This one was in serious danger of getting away from the Blue Devils, as the Hokies held a double-digit lead as intermission approached. But Filipowski nailed a triple to send Duke into the locker room down just seven, and the message from Scheyer at the half was straightforward. 

“I was very calm at halftime and just matter of fact, if we just can string together some stops, we can score against them,” Scheyer said on his directive to his group at the break. “And I thought we came out in a very competitive way, playing great together at the start of the second half and just like that it was a game again.”

On that front, Scheyer is correct. Duke dug in defensively early in the second half, containing a Virginia Tech group that cuts and screens as hard as any in the conference. More than six minutes into the period, Duke led 58-53, and the Hokies were just 3-of-10 from the field in the half. 

But to make those stops truly count, you have to convert on the other end, and true to form, Filipowski was the one who brought Duke level, and then ahead of the hosts. As if Scheyer was saying “again” a la Herb Brooks (portrayed by Kurt Russell) in “Miracle,” Filipowski hit a trifecta of threes that brought Duke within one, within two and pushed it ahead by three—all in a roughly four-minute stretch.

But the six-time ACC Rookie of the Week could not be the primary option on every trip down the floor, and too often down the stretch, the complementary players around him could not make the plays needed to ensure that arguably the best performance of his college career resulted in a win. 

There were flashes of improvement on the offensive end, with a well-executed lob to Dereck Lively II, a gritty finish at the rack from Roach and a textbook post entry from Proctor to Young proof that trusting your sets and reads can lead to quality looks. 

But the fact of the matter is this: With the contest knotted at 75 and Virginia Tech needing a bucket, the Hokies, instead of going into iso mode, stuck to their offensive principles, and guard MJ Collins nailed a jumper that ultimately served as the clincher. Duke then went empty on its last two possessions, and that was the difference. Late in the contest, on the road against a desperate conference opponent, the Blue Devils did not make the play they truly needed.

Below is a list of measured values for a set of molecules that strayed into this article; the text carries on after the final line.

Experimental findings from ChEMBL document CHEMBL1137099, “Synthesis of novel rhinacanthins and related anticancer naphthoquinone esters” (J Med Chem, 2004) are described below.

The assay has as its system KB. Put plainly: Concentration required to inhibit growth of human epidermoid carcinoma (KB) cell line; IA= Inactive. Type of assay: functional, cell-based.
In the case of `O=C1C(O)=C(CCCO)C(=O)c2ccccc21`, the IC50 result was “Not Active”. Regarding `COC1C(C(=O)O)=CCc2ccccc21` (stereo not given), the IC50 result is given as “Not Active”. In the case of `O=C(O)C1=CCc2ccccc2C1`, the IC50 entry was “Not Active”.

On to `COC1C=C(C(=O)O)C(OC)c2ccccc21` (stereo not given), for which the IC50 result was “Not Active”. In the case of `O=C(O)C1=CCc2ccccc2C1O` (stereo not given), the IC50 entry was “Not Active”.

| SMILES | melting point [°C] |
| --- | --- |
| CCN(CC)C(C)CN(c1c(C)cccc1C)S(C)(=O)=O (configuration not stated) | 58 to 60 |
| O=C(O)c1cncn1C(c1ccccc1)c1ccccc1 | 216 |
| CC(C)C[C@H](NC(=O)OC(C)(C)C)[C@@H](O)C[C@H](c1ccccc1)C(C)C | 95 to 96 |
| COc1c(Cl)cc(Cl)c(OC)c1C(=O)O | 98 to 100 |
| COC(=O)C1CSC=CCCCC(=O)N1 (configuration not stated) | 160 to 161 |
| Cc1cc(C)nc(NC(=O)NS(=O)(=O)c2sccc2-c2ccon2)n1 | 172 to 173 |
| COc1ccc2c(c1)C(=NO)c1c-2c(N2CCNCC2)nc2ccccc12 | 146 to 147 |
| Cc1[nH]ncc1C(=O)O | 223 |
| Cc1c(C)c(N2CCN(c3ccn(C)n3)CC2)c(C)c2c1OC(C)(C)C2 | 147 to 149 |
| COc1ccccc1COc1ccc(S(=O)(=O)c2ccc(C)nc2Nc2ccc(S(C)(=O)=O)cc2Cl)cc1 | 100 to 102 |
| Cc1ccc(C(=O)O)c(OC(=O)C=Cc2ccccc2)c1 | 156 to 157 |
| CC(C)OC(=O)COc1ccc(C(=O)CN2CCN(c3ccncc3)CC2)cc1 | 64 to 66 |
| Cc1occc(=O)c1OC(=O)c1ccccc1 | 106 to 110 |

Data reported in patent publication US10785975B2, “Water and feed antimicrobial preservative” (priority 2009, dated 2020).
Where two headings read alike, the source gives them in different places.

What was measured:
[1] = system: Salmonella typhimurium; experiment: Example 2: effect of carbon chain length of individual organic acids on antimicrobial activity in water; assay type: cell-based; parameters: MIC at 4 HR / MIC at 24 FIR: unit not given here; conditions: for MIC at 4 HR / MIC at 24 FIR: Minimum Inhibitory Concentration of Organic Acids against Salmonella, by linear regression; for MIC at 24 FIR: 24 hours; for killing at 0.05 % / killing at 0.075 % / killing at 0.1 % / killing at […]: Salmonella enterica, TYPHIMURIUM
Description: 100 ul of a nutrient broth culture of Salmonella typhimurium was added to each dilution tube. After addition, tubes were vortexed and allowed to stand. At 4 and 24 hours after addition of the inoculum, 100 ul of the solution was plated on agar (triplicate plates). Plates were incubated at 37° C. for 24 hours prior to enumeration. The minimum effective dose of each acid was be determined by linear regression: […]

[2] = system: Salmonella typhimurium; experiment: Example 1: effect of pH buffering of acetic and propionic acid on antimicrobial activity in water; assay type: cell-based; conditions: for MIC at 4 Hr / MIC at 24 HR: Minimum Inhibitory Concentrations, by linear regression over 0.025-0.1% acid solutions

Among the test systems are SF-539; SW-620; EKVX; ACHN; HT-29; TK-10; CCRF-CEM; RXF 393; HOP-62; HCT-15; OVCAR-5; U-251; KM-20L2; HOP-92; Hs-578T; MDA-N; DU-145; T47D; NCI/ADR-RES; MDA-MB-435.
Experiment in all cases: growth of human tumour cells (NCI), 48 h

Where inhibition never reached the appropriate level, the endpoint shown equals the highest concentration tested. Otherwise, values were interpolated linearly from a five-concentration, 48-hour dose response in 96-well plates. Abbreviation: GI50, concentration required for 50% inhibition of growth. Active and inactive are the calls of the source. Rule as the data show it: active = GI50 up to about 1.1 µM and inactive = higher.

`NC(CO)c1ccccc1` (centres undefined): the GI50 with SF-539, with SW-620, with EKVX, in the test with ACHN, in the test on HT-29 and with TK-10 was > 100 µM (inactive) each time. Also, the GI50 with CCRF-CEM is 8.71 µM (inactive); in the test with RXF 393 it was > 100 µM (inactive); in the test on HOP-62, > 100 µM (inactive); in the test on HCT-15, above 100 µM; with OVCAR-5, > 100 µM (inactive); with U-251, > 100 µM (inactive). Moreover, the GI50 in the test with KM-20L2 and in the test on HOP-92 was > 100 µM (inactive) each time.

“There’s no good losses, but, there’s progression and there’s growth, and that’s something that this team has to build and rely on,” Young said. “I think our ceiling’s as high as anybody, but it’s up to us to reach our potential.”

Obviously, the sky is not falling. Mitchell referenced the Blue Devils’ improvement in road environments, from N.C. State to Clemson to now. Roach will eventually return to the starting lineup and grow more comfortable playing with Proctor as the de facto point guard. Lively, while not there yet as a finisher, has been much more aggressive since Duke's Jan. 11 win against Pittsburgh

Scheyer did not provide an update on Whitehead, who was helped off the floor at the under-16 timeout in the second half by Kale Catchings and Christian Reeves after looking comfortable as both an initiator and cog in the offense en route to 10 points in the opening period.

With Duke sitting at 5-4 in the ACC and a grueling stretch to come (Wake Forest and North Carolina at home, No. 20 Miami and No. 7 Virginia on the road in the next five contests), the urgency to give Filipowski a bit of help is evident. 

The freshman needs it, and so does Duke. 

Max Rego profile
Max Rego

Max Rego is a Trinity senior and an associate sports editor for The Chronicle's 118th volume. He was previously sports managing editor for Volume 117.